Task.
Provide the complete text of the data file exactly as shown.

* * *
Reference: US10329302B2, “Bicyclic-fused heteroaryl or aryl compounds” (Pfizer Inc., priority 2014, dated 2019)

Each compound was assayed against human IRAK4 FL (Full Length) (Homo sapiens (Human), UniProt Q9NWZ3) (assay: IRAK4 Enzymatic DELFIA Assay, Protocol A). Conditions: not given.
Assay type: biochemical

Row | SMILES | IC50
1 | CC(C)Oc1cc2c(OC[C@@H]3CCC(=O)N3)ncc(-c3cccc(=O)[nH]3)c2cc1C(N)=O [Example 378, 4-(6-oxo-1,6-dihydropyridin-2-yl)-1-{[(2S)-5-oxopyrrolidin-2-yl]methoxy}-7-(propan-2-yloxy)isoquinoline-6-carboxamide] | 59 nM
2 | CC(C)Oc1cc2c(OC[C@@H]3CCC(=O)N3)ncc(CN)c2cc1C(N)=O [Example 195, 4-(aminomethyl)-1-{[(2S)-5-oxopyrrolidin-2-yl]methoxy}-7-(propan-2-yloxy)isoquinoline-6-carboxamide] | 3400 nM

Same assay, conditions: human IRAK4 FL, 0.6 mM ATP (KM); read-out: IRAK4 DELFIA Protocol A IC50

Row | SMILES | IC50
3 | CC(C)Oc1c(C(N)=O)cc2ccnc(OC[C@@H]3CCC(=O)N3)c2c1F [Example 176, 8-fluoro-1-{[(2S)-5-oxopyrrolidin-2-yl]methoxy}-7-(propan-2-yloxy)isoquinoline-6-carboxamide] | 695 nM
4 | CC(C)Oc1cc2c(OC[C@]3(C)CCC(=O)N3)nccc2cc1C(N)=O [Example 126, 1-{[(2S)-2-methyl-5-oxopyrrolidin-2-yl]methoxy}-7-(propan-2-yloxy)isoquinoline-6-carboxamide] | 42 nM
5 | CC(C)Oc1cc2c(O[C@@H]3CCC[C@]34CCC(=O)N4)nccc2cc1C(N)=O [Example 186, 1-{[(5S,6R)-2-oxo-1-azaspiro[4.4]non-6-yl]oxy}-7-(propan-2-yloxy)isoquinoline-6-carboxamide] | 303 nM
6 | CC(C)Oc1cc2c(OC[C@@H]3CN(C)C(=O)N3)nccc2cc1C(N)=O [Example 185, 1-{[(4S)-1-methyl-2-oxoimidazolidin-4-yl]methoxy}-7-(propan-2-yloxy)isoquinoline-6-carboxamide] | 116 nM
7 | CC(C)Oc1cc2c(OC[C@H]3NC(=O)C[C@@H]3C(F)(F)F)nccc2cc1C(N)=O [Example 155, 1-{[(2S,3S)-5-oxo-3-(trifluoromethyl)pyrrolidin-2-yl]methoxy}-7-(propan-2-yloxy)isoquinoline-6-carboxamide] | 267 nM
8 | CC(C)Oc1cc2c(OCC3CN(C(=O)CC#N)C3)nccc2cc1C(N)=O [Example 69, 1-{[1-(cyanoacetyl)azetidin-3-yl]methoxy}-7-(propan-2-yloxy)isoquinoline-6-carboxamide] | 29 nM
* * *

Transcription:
Reference: US10329302B2, “Bicyclic-fused heteroaryl or aryl compounds” (Pfizer Inc., priority 2014, dated 2019)

Each compound was assayed against human IRAK4 FL (Full Length) (Homo sapiens (Human), UniProt Q9NWZ3) (assay: IRAK4 Enzymatic DELFIA Assay, Protocol A). Conditions: not given.
Assay type: biochemical

Row | SMILES | IC50
1 | CC(C)Oc1cc2c(OC[C@@H]3CCC(=O)N3)ncc(-c3cccc(=O)[nH]3)c2cc1C(N)=O [Example 378, 4-(6-oxo-1,6-dihydropyridin-2-yl)-1-{[(2S)-5-oxopyrrolidin-2-yl]methoxy}-7-(propan-2-yloxy)isoquinoline-6-carboxamide] | 59 nM
2 | CC(C)Oc1cc2c(OC[C@@H]3CCC(=O)N3)ncc(CN)c2cc1C(N)=O [Example 195, 4-(aminomethyl)-1-{[(2S)-5-oxopyrrolidin-2-yl]methoxy}-7-(propan-2-yloxy)isoquinoline-6-carboxamide] | 3400 nM

Same assay, conditions: human IRAK4 FL, 0.6 mM ATP (KM); read-out: IRAK4 DELFIA Protocol A IC50

Row | SMILES | IC50
3 | CC(C)Oc1c(C(N)=O)cc2ccnc(OC[C@@H]3CCC(=O)N3)c2c1F [Example 176, 8-fluoro-1-{[(2S)-5-oxopyrrolidin-2-yl]methoxy}-7-(propan-2-yloxy)isoquinoline-6-carboxamide] | 695 nM
4 | CC(C)Oc1cc2c(OC[C@]3(C)CCC(=O)N3)nccc2cc1C(N)=O [Example 126, 1-{[(2S)-2-methyl-5-oxopyrrolidin-2-yl]methoxy}-7-(propan-2-yloxy)isoquinoline-6-carboxamide] | 42 nM
5 | CC(C)Oc1cc2c(O[C@@H]3CCC[C@]34CCC(=O)N4)nccc2cc1C(N)=O [Example 186, 1-{[(5S,6R)-2-oxo-1-azaspiro[4.4]non-6-yl]oxy}-7-(propan-2-yloxy)isoquinoline-6-carboxamide] | 303 nM
6 | CC(C)Oc1cc2c(OC[C@@H]3CN(C)C(=O)N3)nccc2cc1C(N)=O [Example 185, 1-{[(4S)-1-methyl-2-oxoimidazolidin-4-yl]methoxy}-7-(propan-2-yloxy)isoquinoline-6-carboxamide] | 116 nM
7 | CC(C)Oc1cc2c(OC[C@H]3NC(=O)C[C@@H]3C(F)(F)F)nccc2cc1C(N)=O [Example 155, 1-{[(2S,3S)-5-oxo-3-(trifluoromethyl)pyrrolidin-2-yl]methoxy}-7-(propan-2-yloxy)isoquinoline-6-carboxamide] | 267 nM
8 | CC(C)Oc1cc2c(OCC3CN(C(=O)CC#N)C3)nccc2cc1C(N)=O [Example 69, 1-{[1-(cyanoacetyl)azetidin-3-yl]methoxy}-7-(propan-2-yloxy)isoquinoline-6-carboxamide] | 29 nM